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Justė Janulytė

Biography

Justė Janulytė (b. 1982) studied piano, choral conducting, music theory and composition (with Prof. Bronius Kutavičius) at the M. K. Čiurlionis School of Arts. In 2004 she was awarded a Bachelor's degree from the Lithuanian Academy of Music and Theatre, where she studied composition with Prof. Osvaldas Balakauskas and music theory with Prof. Gražina Daunoravičienė; in 2006 she completed her studies for a Master's degree in composition at the Lithuanian Academy of Music and Theatre. In 2004-05 Justė Janulytė studied at the Milan G. Verdi Conservatory. She has also taken part in the master classes for young composers of Baltic countries in Dundaga (2002, Latvia), international workshop for composers and musicologists in Warsaw (2003), Helena Tulve's composition master class in Tallinn (2006), Luca Francesconi's "Earlab" in Stresa  (2006, Italy).

 

Janulytė's music was performed in Europe, USA and Canada, by Lithuanian National Symphony, Teatro La Fenice Symphony and Gothenburg Symphony Orchestras, French Flute, Lithuanian Chamber and St. Christopher Chamber orchestras, Riga Sinfonietta, Birmingham Contemporary Music Group, Ensemble Bit20 (Norway), Estonian Philharmonic and Danian Radio chamber choirs, Lithuanian Flute Quartet, Chordos and Kaunas string quartets, Quasar (Montreal) and Xasax (Paris) saxophone quartets, Rūta and Zbignevas Ibelhauptas piano duo, cellists Anton Lukoszevieze (England) and Francesco Dillon (Italy), and others. Her works were included in the programs of such festivals as World New Music Days (Sweden, 2009), Venice Biennale (Italy, 2008), Huddersfield Contemporary Music Festival (England, 2008, 2010), MaerzMusik (Germany, 2011), Holland Festival (the Netherlands, 2011), Warsaw Autumn (Poland, 2011), Gaida (Lithuania, 2005, 2007, 2011), Jauna Muzika (Lithuania, 2007, 2009), and many others.

 

Since 2006 she has been teaching the course on contemporary music language at the Lithuanian Academy of Music and Theatre. The composer has also written critics and articles on music.

 

Justė Janulytė first came into public view in 2004 when her graduation work white music for 15 strings was awarded as the best chamber piece at the competition organized by the Lithuanian Composers' Union. Consecutively, she has won the prize for the best orchestral work (textile, 2008), the prize for the best chamber work (Elongation of Nights, 2010), and the Grand Prix (Sandglasses, 2011) at the same competition. In 2009 she also became a winner in the young composers category at the UNESCO's International Rostrum of Composers in Paris (with aquarelle for mixed choir). Within the span of several years her experimental and highly visionary works have earned her wide internal reknown and official recognition at home, in the form of the Young Artist's Prize awarded by the Lithuanian Ministry of Culture in 2011.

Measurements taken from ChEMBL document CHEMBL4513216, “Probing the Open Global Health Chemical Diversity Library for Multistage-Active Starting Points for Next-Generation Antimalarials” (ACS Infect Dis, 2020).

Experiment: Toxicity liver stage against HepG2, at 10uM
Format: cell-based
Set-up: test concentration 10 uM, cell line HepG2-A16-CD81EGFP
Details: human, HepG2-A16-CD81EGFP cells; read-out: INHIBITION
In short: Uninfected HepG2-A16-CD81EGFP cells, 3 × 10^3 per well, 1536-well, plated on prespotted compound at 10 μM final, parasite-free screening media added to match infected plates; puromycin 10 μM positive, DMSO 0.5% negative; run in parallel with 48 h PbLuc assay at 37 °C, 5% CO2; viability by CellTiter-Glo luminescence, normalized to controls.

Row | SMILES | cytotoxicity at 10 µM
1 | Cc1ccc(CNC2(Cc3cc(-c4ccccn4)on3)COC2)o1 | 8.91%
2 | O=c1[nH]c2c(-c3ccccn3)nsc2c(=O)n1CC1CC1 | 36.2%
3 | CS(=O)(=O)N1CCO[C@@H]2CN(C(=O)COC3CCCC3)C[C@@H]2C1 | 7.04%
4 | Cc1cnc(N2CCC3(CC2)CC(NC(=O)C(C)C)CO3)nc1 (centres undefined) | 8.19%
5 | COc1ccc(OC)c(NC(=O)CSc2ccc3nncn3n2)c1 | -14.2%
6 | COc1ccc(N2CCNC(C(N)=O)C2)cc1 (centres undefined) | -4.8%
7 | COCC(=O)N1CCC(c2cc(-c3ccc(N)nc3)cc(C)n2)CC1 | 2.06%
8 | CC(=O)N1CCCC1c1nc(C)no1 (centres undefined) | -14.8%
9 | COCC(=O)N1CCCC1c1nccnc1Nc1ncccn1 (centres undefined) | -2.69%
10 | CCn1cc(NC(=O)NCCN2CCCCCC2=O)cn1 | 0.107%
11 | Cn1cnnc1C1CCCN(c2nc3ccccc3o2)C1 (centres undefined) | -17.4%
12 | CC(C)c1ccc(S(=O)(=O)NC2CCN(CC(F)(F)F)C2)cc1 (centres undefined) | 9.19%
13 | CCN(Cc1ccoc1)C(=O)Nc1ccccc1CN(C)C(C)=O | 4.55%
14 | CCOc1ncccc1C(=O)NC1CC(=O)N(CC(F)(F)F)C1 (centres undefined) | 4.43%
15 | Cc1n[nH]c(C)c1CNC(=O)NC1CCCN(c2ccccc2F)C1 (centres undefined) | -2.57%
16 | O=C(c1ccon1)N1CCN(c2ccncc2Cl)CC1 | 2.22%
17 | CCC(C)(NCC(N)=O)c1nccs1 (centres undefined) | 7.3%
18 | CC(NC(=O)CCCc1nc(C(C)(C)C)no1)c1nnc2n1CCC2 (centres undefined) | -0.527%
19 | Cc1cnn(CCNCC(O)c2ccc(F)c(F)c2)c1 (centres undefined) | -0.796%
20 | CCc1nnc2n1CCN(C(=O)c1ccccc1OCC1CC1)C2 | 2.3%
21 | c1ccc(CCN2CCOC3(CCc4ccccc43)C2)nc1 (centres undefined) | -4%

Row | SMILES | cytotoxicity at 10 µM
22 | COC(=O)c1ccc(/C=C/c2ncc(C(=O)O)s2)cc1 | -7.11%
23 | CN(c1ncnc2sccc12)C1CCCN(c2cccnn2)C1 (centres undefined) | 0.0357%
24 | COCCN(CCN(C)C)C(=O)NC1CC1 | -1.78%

Majority of her works, written for 'monochromatic' ensembles (e.g. 4 flutes or saxophones, 21 strings, etc.), represent slow metamorphoses of textural, dynamic, timbral and ornamental gestures. While balancing between the aesthetics of minimalism and sonorism, Justė Janulytė composes acoustic metaphors of optic ideas (Pendulums, 2001; Elongation of Nights, 2009; textile, 2008; aquarelle, 2007; Silence of the Falling Snow, 2006, etc) and researches the visual nature of musical phenomena in the works where sound and image are fused together (Sandglasses for video, live electronics and installation of video and lights, 2010; Breathing Music for 4 cellos, live electronics and kinetic sculptures, 2007; Eclissi for violin, viola, cello, double bass, live electronics and soundproof glass installation, 2007).

 

"One of the reasons why I like composing so much is that it allows embodying of the most utopian ideas, in spite of any rules of logic or, all the more, laws of physics: white reflection in the mirror facing black colour in front of its own image (white music), or objects casting shadows transforming into shadows without corresponding objects themselves (let's talk about shadows), etc. Certainly, the listener is not being bothered with this kind of information. All this stays between my music and me. As if the music were drifting somewhere, even though it is unlikely that there is a coast anywhere." (Justė Janulytė)

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